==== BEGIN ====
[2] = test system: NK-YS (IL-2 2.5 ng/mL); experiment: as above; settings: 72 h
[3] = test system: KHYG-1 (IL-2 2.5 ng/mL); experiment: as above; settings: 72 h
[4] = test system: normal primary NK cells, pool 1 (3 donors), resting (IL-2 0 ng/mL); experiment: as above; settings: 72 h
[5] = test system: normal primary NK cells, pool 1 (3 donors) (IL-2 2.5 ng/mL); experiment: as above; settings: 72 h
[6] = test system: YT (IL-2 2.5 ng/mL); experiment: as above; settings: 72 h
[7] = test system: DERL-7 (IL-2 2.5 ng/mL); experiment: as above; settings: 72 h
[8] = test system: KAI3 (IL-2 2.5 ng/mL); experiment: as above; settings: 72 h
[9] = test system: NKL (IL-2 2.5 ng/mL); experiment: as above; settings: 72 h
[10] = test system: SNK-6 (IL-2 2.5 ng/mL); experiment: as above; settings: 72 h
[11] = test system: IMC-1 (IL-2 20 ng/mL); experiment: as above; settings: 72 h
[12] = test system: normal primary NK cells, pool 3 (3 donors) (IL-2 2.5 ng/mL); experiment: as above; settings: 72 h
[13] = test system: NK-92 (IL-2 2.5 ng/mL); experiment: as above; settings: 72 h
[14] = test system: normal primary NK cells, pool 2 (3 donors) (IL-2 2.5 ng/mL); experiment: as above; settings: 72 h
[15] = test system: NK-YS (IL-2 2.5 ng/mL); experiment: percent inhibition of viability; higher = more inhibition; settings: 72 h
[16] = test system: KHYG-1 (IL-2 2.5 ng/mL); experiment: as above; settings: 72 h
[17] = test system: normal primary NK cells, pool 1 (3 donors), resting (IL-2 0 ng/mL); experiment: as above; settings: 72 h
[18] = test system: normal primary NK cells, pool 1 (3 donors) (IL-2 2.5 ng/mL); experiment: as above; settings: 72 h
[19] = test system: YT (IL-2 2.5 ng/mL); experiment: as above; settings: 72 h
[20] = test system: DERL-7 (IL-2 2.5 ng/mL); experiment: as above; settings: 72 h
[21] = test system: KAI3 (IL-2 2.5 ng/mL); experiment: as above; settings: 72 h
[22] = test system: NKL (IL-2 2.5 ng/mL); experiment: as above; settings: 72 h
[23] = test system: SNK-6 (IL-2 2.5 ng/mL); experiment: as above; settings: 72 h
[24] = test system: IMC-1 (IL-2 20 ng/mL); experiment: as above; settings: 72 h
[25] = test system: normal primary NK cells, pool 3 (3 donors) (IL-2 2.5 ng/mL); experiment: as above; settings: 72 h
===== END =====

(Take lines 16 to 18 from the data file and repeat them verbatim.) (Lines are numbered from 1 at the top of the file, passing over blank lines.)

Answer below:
[17] = test system: normal primary NK cells, pool 1 (3 donors), resting (IL-2 0 ng/mL); experiment: as above; settings: 72 h
[18] = test system: normal primary NK cells, pool 1 (3 donors) (IL-2 2.5 ng/mL); experiment: as above; settings: 72 h
[19] = test system: YT (IL-2 2.5 ng/mL); experiment: as above; settings: 72 h